Skip to main content
Spirit Logo
Fish Farm on North Uist, Outer Hebrides (Credit: Airborne Lens)
Home / Discover / Stories / Silver Darlings

Silver Darlings

By Gill Ross

Silver Darlings Journey Stone
Image provided by Gill Ross

From the Middle Ages onwards ‘silver darlings’ or herrings have provided Scotland with a cheap and plentiful source of food initially for home consumption but later developed into an industry. Fishermen would follow shoals of herrings from the Hebrides down the West Coast of Scotland and beyond.

At the peak of the herring boom in 1907, boats from all over Europe fished the Scottish waters. Two and a half million barrels of fish were caught, cured, and exported. Employment was provided for thousands of Scottish workers, generally the men did the fishing and the ‘herring lasses’ would travel from port to port to gut and pack the fish.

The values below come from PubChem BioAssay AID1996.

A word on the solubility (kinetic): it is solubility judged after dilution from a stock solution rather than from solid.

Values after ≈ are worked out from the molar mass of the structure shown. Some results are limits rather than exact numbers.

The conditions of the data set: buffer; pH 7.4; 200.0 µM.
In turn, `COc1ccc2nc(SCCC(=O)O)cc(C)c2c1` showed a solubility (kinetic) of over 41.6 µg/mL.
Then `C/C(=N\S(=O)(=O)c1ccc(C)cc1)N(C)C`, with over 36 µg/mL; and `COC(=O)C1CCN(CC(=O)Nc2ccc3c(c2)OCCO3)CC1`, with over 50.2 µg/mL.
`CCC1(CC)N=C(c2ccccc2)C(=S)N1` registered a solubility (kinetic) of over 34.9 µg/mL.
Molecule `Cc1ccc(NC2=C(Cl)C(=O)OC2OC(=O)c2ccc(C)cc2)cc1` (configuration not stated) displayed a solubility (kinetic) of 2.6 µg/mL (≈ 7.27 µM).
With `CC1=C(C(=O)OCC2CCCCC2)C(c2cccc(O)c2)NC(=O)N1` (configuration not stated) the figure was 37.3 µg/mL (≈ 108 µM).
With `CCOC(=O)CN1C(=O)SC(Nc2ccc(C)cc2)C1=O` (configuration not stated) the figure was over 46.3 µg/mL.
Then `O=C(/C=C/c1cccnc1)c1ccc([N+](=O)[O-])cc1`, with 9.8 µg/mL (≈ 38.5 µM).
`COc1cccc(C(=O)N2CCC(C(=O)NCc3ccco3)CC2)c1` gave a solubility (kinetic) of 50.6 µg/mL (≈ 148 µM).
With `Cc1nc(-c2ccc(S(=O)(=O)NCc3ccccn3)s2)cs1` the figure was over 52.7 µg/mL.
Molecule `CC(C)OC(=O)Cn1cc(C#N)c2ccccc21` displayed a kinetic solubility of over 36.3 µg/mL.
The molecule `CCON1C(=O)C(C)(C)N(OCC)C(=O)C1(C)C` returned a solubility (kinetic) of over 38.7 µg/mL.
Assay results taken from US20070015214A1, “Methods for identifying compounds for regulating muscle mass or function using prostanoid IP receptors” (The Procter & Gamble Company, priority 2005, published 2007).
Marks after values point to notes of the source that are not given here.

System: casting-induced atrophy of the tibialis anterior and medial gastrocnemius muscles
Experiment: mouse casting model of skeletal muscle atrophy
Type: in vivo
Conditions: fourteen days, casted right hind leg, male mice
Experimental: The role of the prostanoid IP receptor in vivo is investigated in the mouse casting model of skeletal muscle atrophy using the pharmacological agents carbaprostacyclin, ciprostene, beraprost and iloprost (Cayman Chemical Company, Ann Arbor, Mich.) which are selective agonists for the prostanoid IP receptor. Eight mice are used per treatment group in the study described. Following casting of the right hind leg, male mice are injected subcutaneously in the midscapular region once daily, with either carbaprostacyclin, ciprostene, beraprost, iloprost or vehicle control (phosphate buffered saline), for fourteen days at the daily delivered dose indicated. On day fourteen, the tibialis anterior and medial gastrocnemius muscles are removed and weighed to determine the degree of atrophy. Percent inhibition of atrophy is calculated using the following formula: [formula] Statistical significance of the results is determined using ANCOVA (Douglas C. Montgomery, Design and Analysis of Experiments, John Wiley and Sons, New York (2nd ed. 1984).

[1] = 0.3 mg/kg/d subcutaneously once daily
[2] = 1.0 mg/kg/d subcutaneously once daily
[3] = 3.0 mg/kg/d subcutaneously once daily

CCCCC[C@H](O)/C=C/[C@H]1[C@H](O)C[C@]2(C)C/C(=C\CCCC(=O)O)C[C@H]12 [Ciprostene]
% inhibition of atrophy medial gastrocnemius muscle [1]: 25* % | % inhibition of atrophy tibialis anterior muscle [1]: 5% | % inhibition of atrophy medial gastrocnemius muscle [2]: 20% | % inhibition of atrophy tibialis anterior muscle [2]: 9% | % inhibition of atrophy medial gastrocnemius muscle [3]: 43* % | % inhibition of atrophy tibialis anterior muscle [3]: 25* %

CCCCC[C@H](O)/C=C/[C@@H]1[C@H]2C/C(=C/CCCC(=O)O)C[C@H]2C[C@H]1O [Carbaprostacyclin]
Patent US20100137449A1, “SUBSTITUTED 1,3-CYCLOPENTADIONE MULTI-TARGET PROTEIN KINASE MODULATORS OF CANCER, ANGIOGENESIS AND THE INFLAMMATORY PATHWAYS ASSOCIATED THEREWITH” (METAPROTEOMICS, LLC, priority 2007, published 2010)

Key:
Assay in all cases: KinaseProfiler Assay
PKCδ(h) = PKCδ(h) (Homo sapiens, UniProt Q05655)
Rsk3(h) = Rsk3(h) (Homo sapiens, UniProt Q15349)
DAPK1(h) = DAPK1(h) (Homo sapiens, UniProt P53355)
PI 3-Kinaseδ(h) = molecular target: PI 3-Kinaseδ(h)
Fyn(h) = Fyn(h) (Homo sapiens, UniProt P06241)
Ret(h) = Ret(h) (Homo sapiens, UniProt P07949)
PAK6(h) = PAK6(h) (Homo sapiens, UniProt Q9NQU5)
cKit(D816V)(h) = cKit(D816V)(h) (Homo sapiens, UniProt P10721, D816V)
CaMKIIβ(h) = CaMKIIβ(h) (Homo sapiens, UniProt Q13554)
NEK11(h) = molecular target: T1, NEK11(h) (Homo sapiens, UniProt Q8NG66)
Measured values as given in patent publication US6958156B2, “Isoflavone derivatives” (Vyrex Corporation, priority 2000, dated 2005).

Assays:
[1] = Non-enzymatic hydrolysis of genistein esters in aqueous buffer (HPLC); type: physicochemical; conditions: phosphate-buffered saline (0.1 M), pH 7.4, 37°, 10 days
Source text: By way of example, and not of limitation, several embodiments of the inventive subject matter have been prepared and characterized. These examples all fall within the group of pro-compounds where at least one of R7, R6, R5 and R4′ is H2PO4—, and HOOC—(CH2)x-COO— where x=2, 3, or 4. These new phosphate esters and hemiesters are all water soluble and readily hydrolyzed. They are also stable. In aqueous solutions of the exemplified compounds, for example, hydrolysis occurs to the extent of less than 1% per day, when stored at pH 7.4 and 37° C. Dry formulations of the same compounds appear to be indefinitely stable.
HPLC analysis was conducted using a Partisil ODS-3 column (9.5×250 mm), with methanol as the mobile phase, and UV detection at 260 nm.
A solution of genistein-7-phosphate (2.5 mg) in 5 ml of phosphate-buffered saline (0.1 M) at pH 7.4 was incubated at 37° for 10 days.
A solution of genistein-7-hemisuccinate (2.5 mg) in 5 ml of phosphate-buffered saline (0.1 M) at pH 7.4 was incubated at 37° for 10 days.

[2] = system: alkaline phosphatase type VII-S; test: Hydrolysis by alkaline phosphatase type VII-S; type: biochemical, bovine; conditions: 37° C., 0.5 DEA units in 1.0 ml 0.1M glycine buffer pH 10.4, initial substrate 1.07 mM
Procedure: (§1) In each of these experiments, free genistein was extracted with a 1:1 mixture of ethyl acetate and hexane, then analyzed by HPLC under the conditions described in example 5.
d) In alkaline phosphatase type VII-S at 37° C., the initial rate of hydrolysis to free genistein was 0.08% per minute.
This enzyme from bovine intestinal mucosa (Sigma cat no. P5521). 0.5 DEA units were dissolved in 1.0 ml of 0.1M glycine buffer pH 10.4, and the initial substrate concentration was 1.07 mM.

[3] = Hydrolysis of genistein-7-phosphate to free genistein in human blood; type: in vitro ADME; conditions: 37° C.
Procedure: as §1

Many thanks to Gill Ross for sharing with us the story behind her journey stone, created as part of the Tapestry of the Highlands and Islands.


Prior to the beginning of the stitching of each tapestry panel, each stitcher of the Tapestry of the Highlands and Islands was tasked with telling their interpretation of the 'Spirit of the Highlands and Islands' within a blank outline of a stone. The possibilities were truly endless - is it represented in the land? The people? A historical site? A favourite memory?

In any case, each journey stone represents the connection between each individual stitcher, their story, and their own sense, or 'spirit', of place. Discover more of the stories behind the journey stones of the Tapestry of the Highlands and Islands here.